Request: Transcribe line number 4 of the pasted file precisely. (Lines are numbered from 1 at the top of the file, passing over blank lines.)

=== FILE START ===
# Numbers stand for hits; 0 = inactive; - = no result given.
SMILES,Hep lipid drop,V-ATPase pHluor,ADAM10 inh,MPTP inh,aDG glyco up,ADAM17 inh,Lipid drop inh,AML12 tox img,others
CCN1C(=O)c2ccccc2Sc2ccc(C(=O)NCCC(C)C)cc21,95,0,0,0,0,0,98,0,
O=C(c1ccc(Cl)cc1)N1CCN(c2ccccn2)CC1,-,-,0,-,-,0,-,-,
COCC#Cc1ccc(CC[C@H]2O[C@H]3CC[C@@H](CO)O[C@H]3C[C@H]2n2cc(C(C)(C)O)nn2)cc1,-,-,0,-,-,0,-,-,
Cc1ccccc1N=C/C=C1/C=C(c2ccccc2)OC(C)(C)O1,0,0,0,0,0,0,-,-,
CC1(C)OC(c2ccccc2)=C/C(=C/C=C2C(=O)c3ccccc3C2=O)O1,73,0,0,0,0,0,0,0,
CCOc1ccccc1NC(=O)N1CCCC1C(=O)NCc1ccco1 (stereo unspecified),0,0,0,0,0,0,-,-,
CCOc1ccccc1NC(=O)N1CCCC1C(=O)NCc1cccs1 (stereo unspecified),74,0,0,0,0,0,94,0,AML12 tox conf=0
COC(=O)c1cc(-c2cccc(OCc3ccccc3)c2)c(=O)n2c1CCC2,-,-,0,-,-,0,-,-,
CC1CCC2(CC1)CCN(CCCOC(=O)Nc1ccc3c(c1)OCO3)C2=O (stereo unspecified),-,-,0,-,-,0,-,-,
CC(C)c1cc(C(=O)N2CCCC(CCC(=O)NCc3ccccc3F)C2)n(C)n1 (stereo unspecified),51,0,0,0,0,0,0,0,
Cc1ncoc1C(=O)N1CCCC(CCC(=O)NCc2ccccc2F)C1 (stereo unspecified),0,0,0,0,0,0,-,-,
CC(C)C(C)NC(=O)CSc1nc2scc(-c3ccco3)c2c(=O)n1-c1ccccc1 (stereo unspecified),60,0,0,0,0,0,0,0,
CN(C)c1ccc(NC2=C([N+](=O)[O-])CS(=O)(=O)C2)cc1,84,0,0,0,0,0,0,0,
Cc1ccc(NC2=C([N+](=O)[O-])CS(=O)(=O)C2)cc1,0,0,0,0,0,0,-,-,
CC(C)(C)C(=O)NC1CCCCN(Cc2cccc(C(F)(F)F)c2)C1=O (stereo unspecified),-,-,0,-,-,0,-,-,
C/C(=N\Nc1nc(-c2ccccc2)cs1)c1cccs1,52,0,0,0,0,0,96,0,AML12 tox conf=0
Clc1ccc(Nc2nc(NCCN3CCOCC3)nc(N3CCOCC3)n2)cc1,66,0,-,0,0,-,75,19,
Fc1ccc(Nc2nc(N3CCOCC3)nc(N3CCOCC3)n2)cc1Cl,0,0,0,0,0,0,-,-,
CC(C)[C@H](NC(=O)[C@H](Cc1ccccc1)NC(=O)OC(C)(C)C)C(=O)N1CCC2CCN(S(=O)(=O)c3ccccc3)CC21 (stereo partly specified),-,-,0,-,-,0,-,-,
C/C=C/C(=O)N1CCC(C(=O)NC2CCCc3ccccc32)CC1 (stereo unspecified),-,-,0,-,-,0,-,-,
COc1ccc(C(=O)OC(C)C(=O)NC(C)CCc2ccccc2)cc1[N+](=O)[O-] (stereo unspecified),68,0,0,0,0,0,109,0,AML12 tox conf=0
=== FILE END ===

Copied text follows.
O=C(c1ccc(Cl)cc1)N1CCN(c2ccccn2)CC1,-,-,0,-,-,0,-,-,